Teacher resources and professional development across the curriculum

Teacher professional development and classroom resources across the curriculum

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Teaching The Children of Willesden Lane
Resources to help you teach the book in middle schools and high schools

Chapters 1–3

Classroom Video:
Choices That Make a Difference

History is made not just by leaders but by everyday people making everyday choices. This idea is key to understanding the historical context in which The Children of Willesden Lane takes place. Students reading the book are challenged to think about situations where free will is denied, and about being forced to make choices they would previously have thought unimaginable.

In the video, Facing History and Ourselves staff member Steve Becton joins teacher Nancy Parrish to help students understand the mounting persecution of Jews in Germany and Austria in the 1930s, and the shrinking—yet still vitally important—choices they had to make. Nancy’s eighth-grade history students have completed basic Facing History activities about their own identities, read through Chapter 3 of The Children of Willesden Lane, and learned about Kristallnacht and the events that led up to it.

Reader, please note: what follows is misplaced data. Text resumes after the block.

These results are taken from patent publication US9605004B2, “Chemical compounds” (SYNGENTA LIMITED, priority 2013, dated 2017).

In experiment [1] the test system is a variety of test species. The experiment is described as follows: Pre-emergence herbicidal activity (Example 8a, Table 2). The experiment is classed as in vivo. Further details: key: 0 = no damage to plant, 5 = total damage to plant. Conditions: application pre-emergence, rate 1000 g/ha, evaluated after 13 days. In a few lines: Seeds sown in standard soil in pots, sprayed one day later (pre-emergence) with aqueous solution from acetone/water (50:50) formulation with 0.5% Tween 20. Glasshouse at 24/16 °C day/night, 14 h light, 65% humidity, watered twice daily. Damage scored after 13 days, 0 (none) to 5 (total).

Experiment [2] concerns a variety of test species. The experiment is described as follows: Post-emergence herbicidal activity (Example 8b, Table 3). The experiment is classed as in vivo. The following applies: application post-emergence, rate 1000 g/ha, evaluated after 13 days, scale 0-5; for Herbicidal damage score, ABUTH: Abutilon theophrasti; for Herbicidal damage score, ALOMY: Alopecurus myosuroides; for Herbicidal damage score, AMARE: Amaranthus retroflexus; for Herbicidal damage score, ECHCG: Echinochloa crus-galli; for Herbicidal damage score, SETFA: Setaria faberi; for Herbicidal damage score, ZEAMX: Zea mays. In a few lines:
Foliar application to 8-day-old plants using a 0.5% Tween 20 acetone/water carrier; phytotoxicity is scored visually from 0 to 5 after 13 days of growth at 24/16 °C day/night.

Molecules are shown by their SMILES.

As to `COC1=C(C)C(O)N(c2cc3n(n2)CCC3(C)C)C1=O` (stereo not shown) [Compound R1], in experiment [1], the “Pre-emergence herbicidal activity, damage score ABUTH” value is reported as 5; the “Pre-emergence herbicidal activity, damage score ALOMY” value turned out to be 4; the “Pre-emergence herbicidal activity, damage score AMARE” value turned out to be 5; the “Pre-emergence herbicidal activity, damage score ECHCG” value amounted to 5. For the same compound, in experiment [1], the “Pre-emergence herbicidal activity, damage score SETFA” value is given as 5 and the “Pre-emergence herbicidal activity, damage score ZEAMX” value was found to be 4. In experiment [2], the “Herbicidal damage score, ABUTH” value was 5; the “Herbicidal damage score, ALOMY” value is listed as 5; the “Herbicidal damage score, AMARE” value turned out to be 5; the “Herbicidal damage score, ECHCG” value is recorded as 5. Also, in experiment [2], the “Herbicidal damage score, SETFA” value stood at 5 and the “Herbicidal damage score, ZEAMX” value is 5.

• Steve reviews what students know about the situation faced by Jews in Germany in the 1930s.
  • He asks students to think about the choices Lisa’s parents made in sending her on the Kindertransport.
  • Nancy asks students to write about and discuss a difficult choice that they or someone else has made (see page 24 of the curriculum guide).

Questions for Reflection

  • How do teachers convey the idea that everyday choices shape history? Why is this a valuable idea to explore with students?
  • How does a teacher create a classroom environment where students feel comfortable sharing their feelings about difficult situations they have experienced?
Steve Bechton and Nancy Parrish addressing students


Teachers: Nancy Parrish
with Steve Becton
Grade: 8
Subject: History
Location: Memphis, TN

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